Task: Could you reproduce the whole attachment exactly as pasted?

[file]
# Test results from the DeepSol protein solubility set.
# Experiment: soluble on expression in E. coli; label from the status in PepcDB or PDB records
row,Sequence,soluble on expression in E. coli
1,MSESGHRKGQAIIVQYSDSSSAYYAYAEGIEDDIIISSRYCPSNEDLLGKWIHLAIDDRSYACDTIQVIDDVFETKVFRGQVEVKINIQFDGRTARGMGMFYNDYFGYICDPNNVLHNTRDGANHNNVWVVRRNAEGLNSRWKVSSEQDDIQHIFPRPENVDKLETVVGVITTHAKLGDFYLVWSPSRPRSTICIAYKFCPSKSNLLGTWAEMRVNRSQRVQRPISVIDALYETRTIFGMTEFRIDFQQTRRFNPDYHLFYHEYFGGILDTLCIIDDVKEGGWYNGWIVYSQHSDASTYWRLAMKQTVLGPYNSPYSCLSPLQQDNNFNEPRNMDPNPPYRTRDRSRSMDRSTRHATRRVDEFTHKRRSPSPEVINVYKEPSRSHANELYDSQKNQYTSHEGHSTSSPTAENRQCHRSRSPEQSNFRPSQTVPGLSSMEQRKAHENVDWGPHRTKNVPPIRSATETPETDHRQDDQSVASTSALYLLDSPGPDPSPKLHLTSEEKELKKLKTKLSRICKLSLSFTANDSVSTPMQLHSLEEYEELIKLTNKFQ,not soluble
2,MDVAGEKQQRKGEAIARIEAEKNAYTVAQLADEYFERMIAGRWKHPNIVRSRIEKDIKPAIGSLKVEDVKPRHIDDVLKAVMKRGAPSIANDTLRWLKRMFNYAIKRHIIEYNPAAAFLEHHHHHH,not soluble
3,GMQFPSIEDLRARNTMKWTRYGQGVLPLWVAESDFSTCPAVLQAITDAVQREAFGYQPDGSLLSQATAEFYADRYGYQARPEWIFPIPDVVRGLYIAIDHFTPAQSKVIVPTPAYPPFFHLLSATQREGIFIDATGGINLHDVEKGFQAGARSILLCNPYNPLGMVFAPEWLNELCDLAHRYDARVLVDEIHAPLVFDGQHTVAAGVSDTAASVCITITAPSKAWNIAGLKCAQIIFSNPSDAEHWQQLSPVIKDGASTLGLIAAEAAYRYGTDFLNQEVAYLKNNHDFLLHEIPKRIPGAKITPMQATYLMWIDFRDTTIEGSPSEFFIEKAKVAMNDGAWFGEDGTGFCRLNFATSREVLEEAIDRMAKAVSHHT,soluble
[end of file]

# Test results from the DeepSol protein solubility set.
# Experiment: soluble on expression in E. coli; label from the status in PepcDB or PDB records
row,Sequence,soluble on expression in E. coli
1,MSESGHRKGQAIIVQYSDSSSAYYAYAEGIEDDIIISSRYCPSNEDLLGKWIHLAIDDRSYACDTIQVIDDVFETKVFRGQVEVKINIQFDGRTARGMGMFYNDYFGYICDPNNVLHNTRDGANHNNVWVVRRNAEGLNSRWKVSSEQDDIQHIFPRPENVDKLETVVGVITTHAKLGDFYLVWSPSRPRSTICIAYKFCPSKSNLLGTWAEMRVNRSQRVQRPISVIDALYETRTIFGMTEFRIDFQQTRRFNPDYHLFYHEYFGGILDTLCIIDDVKEGGWYNGWIVYSQHSDASTYWRLAMKQTVLGPYNSPYSCLSPLQQDNNFNEPRNMDPNPPYRTRDRSRSMDRSTRHATRRVDEFTHKRRSPSPEVINVYKEPSRSHANELYDSQKNQYTSHEGHSTSSPTAENRQCHRSRSPEQSNFRPSQTVPGLSSMEQRKAHENVDWGPHRTKNVPPIRSATETPETDHRQDDQSVASTSALYLLDSPGPDPSPKLHLTSEEKELKKLKTKLSRICKLSLSFTANDSVSTPMQLHSLEEYEELIKLTNKFQ,not soluble
2,MDVAGEKQQRKGEAIARIEAEKNAYTVAQLADEYFERMIAGRWKHPNIVRSRIEKDIKPAIGSLKVEDVKPRHIDDVLKAVMKRGAPSIANDTLRWLKRMFNYAIKRHIIEYNPAAAFLEHHHHHH,not soluble
3,GMQFPSIEDLRARNTMKWTRYGQGVLPLWVAESDFSTCPAVLQAITDAVQREAFGYQPDGSLLSQATAEFYADRYGYQARPEWIFPIPDVVRGLYIAIDHFTPAQSKVIVPTPAYPPFFHLLSATQREGIFIDATGGINLHDVEKGFQAGARSILLCNPYNPLGMVFAPEWLNELCDLAHRYDARVLVDEIHAPLVFDGQHTVAAGVSDTAASVCITITAPSKAWNIAGLKCAQIIFSNPSDAEHWQQLSPVIKDGASTLGLIAAEAAYRYGTDFLNQEVAYLKNNHDFLLHEIPKRIPGAKITPMQATYLMWIDFRDTTIEGSPSEFFIEKAKVAMNDGAWFGEDGTGFCRLNFATSREVLEEAIDRMAKAVSHHT,soluble